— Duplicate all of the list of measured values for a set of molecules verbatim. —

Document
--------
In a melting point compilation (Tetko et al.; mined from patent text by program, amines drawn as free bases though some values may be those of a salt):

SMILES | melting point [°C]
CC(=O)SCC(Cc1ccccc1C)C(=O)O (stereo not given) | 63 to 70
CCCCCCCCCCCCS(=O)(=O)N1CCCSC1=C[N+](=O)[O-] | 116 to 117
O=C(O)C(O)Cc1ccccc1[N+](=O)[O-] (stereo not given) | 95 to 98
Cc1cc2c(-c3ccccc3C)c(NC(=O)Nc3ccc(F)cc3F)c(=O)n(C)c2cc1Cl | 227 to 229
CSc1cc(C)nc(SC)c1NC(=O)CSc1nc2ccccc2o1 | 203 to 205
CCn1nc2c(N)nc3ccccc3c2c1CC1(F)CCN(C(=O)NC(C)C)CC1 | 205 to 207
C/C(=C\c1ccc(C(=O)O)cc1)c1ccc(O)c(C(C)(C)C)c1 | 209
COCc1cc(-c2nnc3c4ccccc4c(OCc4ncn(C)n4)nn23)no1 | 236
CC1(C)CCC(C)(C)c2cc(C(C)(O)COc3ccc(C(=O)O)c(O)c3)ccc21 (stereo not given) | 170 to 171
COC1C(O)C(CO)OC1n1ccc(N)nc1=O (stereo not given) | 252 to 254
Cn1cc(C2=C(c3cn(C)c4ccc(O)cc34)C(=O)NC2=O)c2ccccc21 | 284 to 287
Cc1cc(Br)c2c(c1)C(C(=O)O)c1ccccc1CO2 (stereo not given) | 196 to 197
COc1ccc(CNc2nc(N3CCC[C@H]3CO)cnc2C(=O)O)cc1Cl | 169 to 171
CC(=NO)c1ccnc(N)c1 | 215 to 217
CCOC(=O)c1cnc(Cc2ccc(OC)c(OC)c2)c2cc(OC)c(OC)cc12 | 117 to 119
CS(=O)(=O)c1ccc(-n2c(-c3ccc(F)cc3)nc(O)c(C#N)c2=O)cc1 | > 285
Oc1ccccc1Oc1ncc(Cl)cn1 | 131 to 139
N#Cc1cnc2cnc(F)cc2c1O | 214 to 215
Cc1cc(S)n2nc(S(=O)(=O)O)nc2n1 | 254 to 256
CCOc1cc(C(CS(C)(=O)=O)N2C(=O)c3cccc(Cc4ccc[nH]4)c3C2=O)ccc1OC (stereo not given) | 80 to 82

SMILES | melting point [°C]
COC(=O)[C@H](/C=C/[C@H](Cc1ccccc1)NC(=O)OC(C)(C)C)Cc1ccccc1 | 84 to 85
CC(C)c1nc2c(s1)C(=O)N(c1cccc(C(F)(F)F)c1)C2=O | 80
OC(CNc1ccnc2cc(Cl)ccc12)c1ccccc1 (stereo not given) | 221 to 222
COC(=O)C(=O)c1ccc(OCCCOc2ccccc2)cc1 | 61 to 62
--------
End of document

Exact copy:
In a melting point compilation (Tetko et al.; mined from patent text by program, amines drawn as free bases though some values may be those of a salt):

SMILES | melting point [°C]
CC(=O)SCC(Cc1ccccc1C)C(=O)O (stereo not given) | 63 to 70
CCCCCCCCCCCCS(=O)(=O)N1CCCSC1=C[N+](=O)[O-] | 116 to 117
O=C(O)C(O)Cc1ccccc1[N+](=O)[O-] (stereo not given) | 95 to 98
Cc1cc2c(-c3ccccc3C)c(NC(=O)Nc3ccc(F)cc3F)c(=O)n(C)c2cc1Cl | 227 to 229
CSc1cc(C)nc(SC)c1NC(=O)CSc1nc2ccccc2o1 | 203 to 205
CCn1nc2c(N)nc3ccccc3c2c1CC1(F)CCN(C(=O)NC(C)C)CC1 | 205 to 207
C/C(=C\c1ccc(C(=O)O)cc1)c1ccc(O)c(C(C)(C)C)c1 | 209
COCc1cc(-c2nnc3c4ccccc4c(OCc4ncn(C)n4)nn23)no1 | 236
CC1(C)CCC(C)(C)c2cc(C(C)(O)COc3ccc(C(=O)O)c(O)c3)ccc21 (stereo not given) | 170 to 171
COC1C(O)C(CO)OC1n1ccc(N)nc1=O (stereo not given) | 252 to 254
Cn1cc(C2=C(c3cn(C)c4ccc(O)cc34)C(=O)NC2=O)c2ccccc21 | 284 to 287
Cc1cc(Br)c2c(c1)C(C(=O)O)c1ccccc1CO2 (stereo not given) | 196 to 197
COc1ccc(CNc2nc(N3CCC[C@H]3CO)cnc2C(=O)O)cc1Cl | 169 to 171
CC(=NO)c1ccnc(N)c1 | 215 to 217
CCOC(=O)c1cnc(Cc2ccc(OC)c(OC)c2)c2cc(OC)c(OC)cc12 | 117 to 119
CS(=O)(=O)c1ccc(-n2c(-c3ccc(F)cc3)nc(O)c(C#N)c2=O)cc1 | > 285
Oc1ccccc1Oc1ncc(Cl)cn1 | 131 to 139
N#Cc1cnc2cnc(F)cc2c1O | 214 to 215
Cc1cc(S)n2nc(S(=O)(=O)O)nc2n1 | 254 to 256
CCOc1cc(C(CS(C)(=O)=O)N2C(=O)c3cccc(Cc4ccc[nH]4)c3C2=O)ccc1OC (stereo not given) | 80 to 82

SMILES | melting point [°C]
COC(=O)[C@H](/C=C/[C@H](Cc1ccccc1)NC(=O)OC(C)(C)C)Cc1ccccc1 | 84 to 85
CC(C)c1nc2c(s1)C(=O)N(c1cccc(C(F)(F)F)c1)C2=O | 80
OC(CNc1ccnc2cc(Cl)ccc12)c1ccccc1 (stereo not given) | 221 to 222
COC(=O)C(=O)c1ccc(OCCCOc2ccccc2)cc1 | 61 to 62